Sometimes the darkness never seems to end; the morning never comes; and you know what they say about the best laid plans of mice and men. I don’t think I’ve ever felt so desolate. I remember sitting at breakfast on a rough wooden bench, surrounded by adults, and none of them spotted I was crying behind my shades as I ate my cornflakes, lost in utter devastation. The night with those boys had broken me. Despite my preparation, nothing was different; I was no different. I wouldn’t survive the next two weeks.
Behind the scenes, however, my parents has been pulling a few strings to make things a bit easier for me. They’d insisted I be appointed tent leader – the camper in charge of the group when the junior, senior and tent officers weren’t around – and that I be the oldest in my tent. Of course, anyone who knows anything about the group dynamics of a bunch of teenage boys can probably tell you that appointing a leader is an utterly futile gesture, but there you go. It was better than nothing.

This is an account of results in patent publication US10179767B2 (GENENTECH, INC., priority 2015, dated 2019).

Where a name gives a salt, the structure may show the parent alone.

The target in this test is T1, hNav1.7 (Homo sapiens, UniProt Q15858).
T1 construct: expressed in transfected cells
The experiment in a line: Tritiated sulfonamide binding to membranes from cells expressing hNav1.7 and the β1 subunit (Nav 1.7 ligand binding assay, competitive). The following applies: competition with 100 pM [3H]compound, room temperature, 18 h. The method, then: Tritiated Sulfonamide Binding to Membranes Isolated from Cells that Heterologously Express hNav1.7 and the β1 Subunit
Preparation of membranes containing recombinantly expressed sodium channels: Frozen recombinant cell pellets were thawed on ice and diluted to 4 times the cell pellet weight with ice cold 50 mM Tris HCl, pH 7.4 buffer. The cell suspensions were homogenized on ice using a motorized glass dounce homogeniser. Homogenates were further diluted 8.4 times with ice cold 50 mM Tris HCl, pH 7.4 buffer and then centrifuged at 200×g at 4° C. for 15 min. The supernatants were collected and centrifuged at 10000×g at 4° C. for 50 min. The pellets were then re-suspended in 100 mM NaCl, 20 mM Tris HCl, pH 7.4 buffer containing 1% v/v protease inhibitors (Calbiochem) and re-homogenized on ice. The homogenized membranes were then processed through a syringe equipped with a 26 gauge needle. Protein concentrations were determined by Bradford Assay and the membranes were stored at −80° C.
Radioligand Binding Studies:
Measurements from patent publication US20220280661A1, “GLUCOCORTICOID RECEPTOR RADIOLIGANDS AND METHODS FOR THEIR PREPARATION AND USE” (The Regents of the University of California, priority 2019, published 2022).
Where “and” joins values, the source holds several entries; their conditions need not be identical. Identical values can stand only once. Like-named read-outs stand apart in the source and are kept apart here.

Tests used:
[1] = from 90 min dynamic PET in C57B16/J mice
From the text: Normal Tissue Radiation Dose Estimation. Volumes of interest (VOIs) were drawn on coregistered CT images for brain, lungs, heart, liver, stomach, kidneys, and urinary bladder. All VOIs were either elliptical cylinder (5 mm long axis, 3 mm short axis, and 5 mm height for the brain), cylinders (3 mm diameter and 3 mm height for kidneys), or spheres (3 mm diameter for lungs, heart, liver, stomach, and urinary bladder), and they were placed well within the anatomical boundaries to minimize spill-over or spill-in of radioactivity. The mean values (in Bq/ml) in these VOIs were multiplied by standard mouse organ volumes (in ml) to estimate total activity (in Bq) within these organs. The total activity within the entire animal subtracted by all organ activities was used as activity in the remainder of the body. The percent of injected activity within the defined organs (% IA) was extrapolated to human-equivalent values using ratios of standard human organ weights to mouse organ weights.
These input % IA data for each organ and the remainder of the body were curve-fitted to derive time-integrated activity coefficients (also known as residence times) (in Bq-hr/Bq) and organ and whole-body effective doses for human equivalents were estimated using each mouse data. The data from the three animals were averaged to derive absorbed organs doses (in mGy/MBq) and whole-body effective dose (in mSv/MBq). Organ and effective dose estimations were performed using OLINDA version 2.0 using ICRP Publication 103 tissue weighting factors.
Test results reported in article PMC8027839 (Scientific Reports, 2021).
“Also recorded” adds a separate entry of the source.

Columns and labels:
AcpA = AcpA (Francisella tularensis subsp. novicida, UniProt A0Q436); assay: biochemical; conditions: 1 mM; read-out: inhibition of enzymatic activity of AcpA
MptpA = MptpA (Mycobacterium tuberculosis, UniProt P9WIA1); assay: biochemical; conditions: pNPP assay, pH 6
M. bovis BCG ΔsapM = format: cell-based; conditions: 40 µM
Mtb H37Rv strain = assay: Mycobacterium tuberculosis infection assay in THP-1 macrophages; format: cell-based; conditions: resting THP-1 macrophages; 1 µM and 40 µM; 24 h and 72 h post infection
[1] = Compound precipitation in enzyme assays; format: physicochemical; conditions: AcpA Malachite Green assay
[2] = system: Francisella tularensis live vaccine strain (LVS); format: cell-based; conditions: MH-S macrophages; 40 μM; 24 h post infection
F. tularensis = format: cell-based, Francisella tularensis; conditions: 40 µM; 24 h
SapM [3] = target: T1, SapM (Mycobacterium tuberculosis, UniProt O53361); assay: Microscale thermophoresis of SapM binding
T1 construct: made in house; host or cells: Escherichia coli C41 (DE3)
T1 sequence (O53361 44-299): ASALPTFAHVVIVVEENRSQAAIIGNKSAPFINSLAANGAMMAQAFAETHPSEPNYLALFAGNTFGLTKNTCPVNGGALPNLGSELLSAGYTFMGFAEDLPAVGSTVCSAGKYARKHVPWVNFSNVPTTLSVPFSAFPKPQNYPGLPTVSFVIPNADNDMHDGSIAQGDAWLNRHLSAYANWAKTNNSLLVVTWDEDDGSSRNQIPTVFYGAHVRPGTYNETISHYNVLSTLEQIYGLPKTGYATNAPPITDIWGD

I moved my things to my assigned tent, put in my headphones and waited for my bullies to arrive.
And then the strangest thing happened, so strange I can scarce believe it even now – as they arrived one by one, and as the day passed, and then the night, and then the next day, they didn’t pick on me. I was shocked. Stunned. I felt like I was walking along a tightrope, and any moment I’d fall off it and they’d start on me, but as we ended the first week, and entered the second, it still hadn’t happened. I was surviving!
Of course, they didn’t think I was cool – that’d be too much to ask – but they didn’t mess with me either, and I was free to listen to my music, play the guitar, and do all the activities I’d signed up for without anyone making fun of me. I was so used to being excoriated simply for existing, to be free of it was like feeling the sun on my face after a lifetime of winter. For the first time, I wasn’t sneaking off to the village to cry in the toilets. For the first time, I felt like I could make it to the end without sobbing down the phone to my parents.
But there was a reason, and this brings me to the thing that’s been on my mind lately, my deepest regret. The youngest kid in the tent was a 12-year-old called John who looked 10 and dressed like he was 8 – tailored shorts, checked short-sleeved shirts, elasticated bow ties and neatly combed hair, like his mum had picked out his outfit, as she clearly had. You can imagine how the kids in my tent treated him.